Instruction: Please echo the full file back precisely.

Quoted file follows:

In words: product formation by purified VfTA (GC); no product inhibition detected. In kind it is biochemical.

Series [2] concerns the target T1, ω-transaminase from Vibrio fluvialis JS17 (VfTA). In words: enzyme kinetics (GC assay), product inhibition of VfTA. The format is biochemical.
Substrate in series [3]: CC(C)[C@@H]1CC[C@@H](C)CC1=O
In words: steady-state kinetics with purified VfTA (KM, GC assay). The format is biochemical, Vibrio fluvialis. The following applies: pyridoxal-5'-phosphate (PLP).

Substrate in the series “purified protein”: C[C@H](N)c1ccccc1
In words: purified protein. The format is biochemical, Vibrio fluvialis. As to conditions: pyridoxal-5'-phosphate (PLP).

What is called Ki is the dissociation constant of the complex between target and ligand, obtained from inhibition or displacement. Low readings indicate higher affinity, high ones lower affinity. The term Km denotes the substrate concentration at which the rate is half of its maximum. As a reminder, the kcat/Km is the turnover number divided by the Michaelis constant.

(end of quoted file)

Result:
In words: product formation by purified VfTA (GC); no product inhibition detected. In kind it is biochemical.

Series [2] concerns the target T1, ω-transaminase from Vibrio fluvialis JS17 (VfTA). In words: enzyme kinetics (GC assay), product inhibition of VfTA. The format is biochemical.
Substrate in series [3]: CC(C)[C@@H]1CC[C@@H](C)CC1=O
In words: steady-state kinetics with purified VfTA (KM, GC assay). The format is biochemical, Vibrio fluvialis. The following applies: pyridoxal-5'-phosphate (PLP).

Substrate in the series “purified protein”: C[C@H](N)c1ccccc1
In words: purified protein. The format is biochemical, Vibrio fluvialis. As to conditions: pyridoxal-5'-phosphate (PLP).

What is called Ki is the dissociation constant of the complex between target and ligand, obtained from inhibition or displacement. Low readings indicate higher affinity, high ones lower affinity. The term Km denotes the substrate concentration at which the rate is half of its maximum. As a reminder, the kcat/Km is the turnover number divided by the Michaelis constant.